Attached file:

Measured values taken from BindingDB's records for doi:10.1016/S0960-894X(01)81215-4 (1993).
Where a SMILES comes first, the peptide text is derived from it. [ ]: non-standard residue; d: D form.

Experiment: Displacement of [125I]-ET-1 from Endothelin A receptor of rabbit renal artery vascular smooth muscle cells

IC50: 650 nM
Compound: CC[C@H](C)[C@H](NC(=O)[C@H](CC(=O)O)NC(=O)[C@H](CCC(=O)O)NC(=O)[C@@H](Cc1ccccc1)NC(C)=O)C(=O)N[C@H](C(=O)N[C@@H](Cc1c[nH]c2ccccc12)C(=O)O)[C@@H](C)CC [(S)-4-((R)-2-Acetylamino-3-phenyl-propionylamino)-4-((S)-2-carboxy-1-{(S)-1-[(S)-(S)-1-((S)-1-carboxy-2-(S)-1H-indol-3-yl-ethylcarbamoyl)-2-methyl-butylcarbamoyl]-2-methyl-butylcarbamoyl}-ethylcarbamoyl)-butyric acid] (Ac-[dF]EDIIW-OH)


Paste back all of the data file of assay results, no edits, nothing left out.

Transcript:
Measured values taken from BindingDB's records for doi:10.1016/S0960-894X(01)81215-4 (1993).
Where a SMILES comes first, the peptide text is derived from it. [ ]: non-standard residue; d: D form.

Experiment: Displacement of [125I]-ET-1 from Endothelin A receptor of rabbit renal artery vascular smooth muscle cells

IC50: 650 nM
Compound: CC[C@H](C)[C@H](NC(=O)[C@H](CC(=O)O)NC(=O)[C@H](CCC(=O)O)NC(=O)[C@@H](Cc1ccccc1)NC(C)=O)C(=O)N[C@H](C(=O)N[C@@H](Cc1c[nH]c2ccccc12)C(=O)O)[C@@H](C)CC [(S)-4-((R)-2-Acetylamino-3-phenyl-propionylamino)-4-((S)-2-carboxy-1-{(S)-1-[(S)-(S)-1-((S)-1-carboxy-2-(S)-1H-indol-3-yl-ethylcarbamoyl)-2-methyl-butylcarbamoyl]-2-methyl-butylcarbamoyl}-ethylcarbamoyl)-butyric acid] (Ac-[dF]EDIIW-OH)